Current Opinion in Infectious Diseases was launched in 1988. It is part of a successful series of review journals whose unique format is designed to provide a systematic and critical assessment of the literature as presented in the many primary journals. The field of infectious diseases is divided into 11 sections that are reviewed once a year. Each section is assigned to a Section Editor, a leading authority in the area, who identifies the most important topics at that time. Here we are pleased to introduce the Section Editors for this issue.
José G. Montoya
Dr José G. Montoya is originally from Barranquilla, Colombia and he completed his medical degree with honors at Universidad del Valle in Cali, Colombia. He trained in Internal Medicine at Tulane University in New Orleans, USA. Following his residency, he completed a four-year intense fellowship training in Infectious Diseases under the mentorship of Drs Jack S. Remington and Thomas C. Merigan at Stanford University in Palo Alto, USA.
He is currently Professor in the Department of Medicine and Division of Infectious Diseases and Geographic Medicine at Stanford University School of Medicine. He is also the founder of the Immunocompromised Host Service (Infectious Diseases) at Stanford University Medical Center. He was elected Fellow of the American College of Physicians (FACP) in recognition of commitment to the internal medicine community and Fellow of the Infectious Diseases Society of America (FIDSA) for having achieved professional excellence in the field of Infectious Diseases
He is also the Director of the National Reference Laboratory for the Diagnosis and Management of Toxoplasmosis in the United States at the Palo Alto Medical Foundation in Palo Alto, California. He has authored and co-authored more than 180 publications in peer-reviewed journals along with book chapters. He has received more than 12 school-wide teaching awards at Stanford. For the past 15 years, his research endeavors have also included building a multidisciplinary team at Stanford University focused on elucidating the central pathogenesis of Myalgic Encephalomyelitis (ME), commonly known as Chronic Fatigue Syndrome (CFS) or ME/CFS and has created a world-class ME/CFS clinic visited by patients from all over the United States and abroad.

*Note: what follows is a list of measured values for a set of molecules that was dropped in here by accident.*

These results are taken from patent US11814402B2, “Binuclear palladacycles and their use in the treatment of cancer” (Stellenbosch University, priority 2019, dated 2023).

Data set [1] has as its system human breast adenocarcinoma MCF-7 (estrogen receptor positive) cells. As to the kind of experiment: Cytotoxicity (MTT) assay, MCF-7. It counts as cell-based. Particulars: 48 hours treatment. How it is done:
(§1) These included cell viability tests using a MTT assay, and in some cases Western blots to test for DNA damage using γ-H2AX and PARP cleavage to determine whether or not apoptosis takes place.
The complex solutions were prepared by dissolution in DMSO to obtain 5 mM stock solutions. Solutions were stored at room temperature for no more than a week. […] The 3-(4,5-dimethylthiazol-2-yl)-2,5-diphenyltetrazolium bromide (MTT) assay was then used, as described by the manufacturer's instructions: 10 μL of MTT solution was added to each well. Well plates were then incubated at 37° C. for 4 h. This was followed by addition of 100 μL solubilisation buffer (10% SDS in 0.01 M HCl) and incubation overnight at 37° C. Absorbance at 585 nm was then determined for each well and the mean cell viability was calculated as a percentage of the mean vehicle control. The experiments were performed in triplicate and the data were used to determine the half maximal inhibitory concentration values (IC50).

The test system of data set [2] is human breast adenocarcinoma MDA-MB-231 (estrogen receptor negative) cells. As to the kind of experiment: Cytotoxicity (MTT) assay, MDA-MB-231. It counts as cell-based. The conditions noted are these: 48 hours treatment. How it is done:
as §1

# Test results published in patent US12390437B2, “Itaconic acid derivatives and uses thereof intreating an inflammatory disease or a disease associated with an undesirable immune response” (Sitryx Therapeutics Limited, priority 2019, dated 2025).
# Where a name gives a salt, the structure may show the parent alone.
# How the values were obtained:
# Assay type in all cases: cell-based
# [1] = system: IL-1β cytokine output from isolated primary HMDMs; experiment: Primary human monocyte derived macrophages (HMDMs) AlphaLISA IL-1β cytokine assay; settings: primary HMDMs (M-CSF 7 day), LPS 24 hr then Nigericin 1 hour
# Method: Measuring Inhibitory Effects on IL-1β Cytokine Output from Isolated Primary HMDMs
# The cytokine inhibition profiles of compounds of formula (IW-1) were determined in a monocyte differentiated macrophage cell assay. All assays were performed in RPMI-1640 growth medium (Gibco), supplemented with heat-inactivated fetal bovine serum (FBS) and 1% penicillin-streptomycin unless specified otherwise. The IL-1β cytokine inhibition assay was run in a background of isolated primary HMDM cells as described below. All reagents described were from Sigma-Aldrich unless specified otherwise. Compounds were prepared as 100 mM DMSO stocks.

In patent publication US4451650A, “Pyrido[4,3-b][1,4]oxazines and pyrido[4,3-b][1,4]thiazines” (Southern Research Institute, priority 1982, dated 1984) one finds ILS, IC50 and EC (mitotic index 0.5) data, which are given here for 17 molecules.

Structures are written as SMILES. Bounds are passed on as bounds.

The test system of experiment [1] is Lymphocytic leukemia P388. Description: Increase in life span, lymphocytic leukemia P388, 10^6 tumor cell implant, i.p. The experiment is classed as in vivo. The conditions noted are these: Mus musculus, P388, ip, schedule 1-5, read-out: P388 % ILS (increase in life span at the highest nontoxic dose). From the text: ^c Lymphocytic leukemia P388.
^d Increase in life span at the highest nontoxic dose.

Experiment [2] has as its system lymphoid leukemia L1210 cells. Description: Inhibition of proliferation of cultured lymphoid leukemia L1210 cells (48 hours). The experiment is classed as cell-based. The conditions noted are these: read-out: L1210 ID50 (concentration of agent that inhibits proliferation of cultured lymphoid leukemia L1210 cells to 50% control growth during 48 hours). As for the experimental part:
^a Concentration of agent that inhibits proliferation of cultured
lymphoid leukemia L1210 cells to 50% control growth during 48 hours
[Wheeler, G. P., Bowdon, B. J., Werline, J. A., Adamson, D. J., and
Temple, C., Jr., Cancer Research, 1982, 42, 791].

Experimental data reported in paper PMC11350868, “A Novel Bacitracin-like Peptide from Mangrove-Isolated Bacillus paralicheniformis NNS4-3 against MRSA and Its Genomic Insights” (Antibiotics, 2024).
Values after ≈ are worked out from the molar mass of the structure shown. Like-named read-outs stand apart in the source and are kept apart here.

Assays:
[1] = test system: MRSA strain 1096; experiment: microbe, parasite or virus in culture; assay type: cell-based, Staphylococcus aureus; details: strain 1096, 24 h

Trish M. Perl
Dr Trish M. Perl is a Chief of Infectious Diseases and the Jay P Sanford Professor of Medicine at the University of Texas Southwestern, Dallas, Texas, USA. Prior to this appointment she was Professor in the Departments of Medicine (Infectious Diseases) and Pathology at Johns Hopkins University School of Medicine in Baltimore, Maryland, USA and in the Department of Epidemiology at the Johns Hopkins Bloomberg School of Public Health.
Dr Perl received her Bachelor of Arts and Medical Degree from the University of North Carolina at Chapel Hill, North Carolina, USA, and a Master of Science degree from McGill University in Montreal, Canada. She completed an internship, residency, and fellowship in internal medicine at McGill (Royal Victoria Hospital) and a fellowship in infectious diseases and clinical epidemiology at the University of Iowa Hospitals and Clinics in Iowa City, Iowa, USA. She was the hospital epidemiologist of the Johns Hopkins Hospital between 1996 and 2010.
She has extensive practical and research experience in the field of healthcare associated infections and resistant organisms and is world renowned for her innovation and research in the field and the application of research knowledge in the healthcare setting. Dr Perl was the 2006 President of the Society of Hospital Epidemiologists of America (SHEA). In the past, she has served on advisory panels for the Institute of Medicine (IOM), the Centers for Disease Control (CDC) and World Health Organization (WHO) and has been a consultant to the National Institutes of Health (NIH) and Agency for Healthcare Research and Quality (ARHQ). An active researcher, Dr Perl has been a principal and co-principal investigator for studies on healthcare associated infections, bioterrorism syndromic surveillance, respiratory infections and antimicrobial resistance for the Centers for Disease Control and Prevention. She has authored or co-authored over 220 peer-reviewed articles. In addition, she has written multiple chapters and contributed to guidelines and policies relevant to healthcare associated infections at the institutional, state and federal level.
Dr Perl has been funded by the Centers for Disease Control and Prevention, the Veteran's Affairs Administration and Industry over the years. Her scientific interests encompass emerging diseases and planning in healthcare facilities for their management, syndromic surveillance, respiratory infections, healthcare associated infections including surgical site infections, Clostridium difficile, emerging infection prevention and interventions to prevent, the transmission of epidemiologically significant organisms, and patient and healthcare worker safety. She is committed to training fellows and others with interests in healthcare epidemiology and has begun working in the developing world to help promote the science and discovery in infection prevention.